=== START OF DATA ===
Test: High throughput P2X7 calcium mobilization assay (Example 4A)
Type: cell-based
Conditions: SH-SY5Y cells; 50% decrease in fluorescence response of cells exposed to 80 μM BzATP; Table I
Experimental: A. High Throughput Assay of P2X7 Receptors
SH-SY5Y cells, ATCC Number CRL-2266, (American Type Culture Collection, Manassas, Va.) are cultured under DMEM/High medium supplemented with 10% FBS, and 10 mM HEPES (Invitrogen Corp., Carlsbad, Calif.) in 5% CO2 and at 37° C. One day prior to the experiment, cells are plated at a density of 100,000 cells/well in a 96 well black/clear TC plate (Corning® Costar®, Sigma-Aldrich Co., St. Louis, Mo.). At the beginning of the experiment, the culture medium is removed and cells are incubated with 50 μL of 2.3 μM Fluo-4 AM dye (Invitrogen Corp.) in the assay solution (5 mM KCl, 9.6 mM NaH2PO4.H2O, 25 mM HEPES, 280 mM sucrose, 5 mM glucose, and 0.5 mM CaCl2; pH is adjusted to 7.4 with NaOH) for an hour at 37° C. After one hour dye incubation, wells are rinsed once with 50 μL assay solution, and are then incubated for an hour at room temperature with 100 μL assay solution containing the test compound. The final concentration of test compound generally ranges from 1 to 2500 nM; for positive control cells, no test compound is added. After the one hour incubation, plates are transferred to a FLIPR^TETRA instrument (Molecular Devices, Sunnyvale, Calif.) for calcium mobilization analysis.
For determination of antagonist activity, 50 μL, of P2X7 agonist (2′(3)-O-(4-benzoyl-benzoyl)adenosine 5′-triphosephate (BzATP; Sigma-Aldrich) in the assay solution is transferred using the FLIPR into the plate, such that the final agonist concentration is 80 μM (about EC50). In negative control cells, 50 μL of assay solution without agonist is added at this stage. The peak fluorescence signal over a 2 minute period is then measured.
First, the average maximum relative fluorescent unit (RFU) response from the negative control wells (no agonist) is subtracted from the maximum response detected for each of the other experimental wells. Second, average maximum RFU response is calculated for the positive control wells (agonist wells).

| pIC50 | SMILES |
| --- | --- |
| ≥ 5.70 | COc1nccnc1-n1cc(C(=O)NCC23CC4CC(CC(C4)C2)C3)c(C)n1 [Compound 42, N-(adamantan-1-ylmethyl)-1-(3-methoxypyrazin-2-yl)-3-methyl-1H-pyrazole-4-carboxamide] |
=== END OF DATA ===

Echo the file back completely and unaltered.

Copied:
Test: High throughput P2X7 calcium mobilization assay (Example 4A)
Type: cell-based
Conditions: SH-SY5Y cells; 50% decrease in fluorescence response of cells exposed to 80 μM BzATP; Table I
Experimental: A. High Throughput Assay of P2X7 Receptors
SH-SY5Y cells, ATCC Number CRL-2266, (American Type Culture Collection, Manassas, Va.) are cultured under DMEM/High medium supplemented with 10% FBS, and 10 mM HEPES (Invitrogen Corp., Carlsbad, Calif.) in 5% CO2 and at 37° C. One day prior to the experiment, cells are plated at a density of 100,000 cells/well in a 96 well black/clear TC plate (Corning® Costar®, Sigma-Aldrich Co., St. Louis, Mo.). At the beginning of the experiment, the culture medium is removed and cells are incubated with 50 μL of 2.3 μM Fluo-4 AM dye (Invitrogen Corp.) in the assay solution (5 mM KCl, 9.6 mM NaH2PO4.H2O, 25 mM HEPES, 280 mM sucrose, 5 mM glucose, and 0.5 mM CaCl2; pH is adjusted to 7.4 with NaOH) for an hour at 37° C. After one hour dye incubation, wells are rinsed once with 50 μL assay solution, and are then incubated for an hour at room temperature with 100 μL assay solution containing the test compound. The final concentration of test compound generally ranges from 1 to 2500 nM; for positive control cells, no test compound is added. After the one hour incubation, plates are transferred to a FLIPR^TETRA instrument (Molecular Devices, Sunnyvale, Calif.) for calcium mobilization analysis.
For determination of antagonist activity, 50 μL, of P2X7 agonist (2′(3)-O-(4-benzoyl-benzoyl)adenosine 5′-triphosephate (BzATP; Sigma-Aldrich) in the assay solution is transferred using the FLIPR into the plate, such that the final agonist concentration is 80 μM (about EC50). In negative control cells, 50 μL of assay solution without agonist is added at this stage. The peak fluorescence signal over a 2 minute period is then measured.
First, the average maximum relative fluorescent unit (RFU) response from the negative control wells (no agonist) is subtracted from the maximum response detected for each of the other experimental wells. Second, average maximum RFU response is calculated for the positive control wells (agonist wells).

| pIC50 | SMILES |
| --- | --- |
| ≥ 5.70 | COc1nccnc1-n1cc(C(=O)NCC23CC4CC(CC(C4)C2)C3)c(C)n1 [Compound 42, N-(adamantan-1-ylmethyl)-1-(3-methoxypyrazin-2-yl)-3-methyl-1H-pyrazole-4-carboxamide] |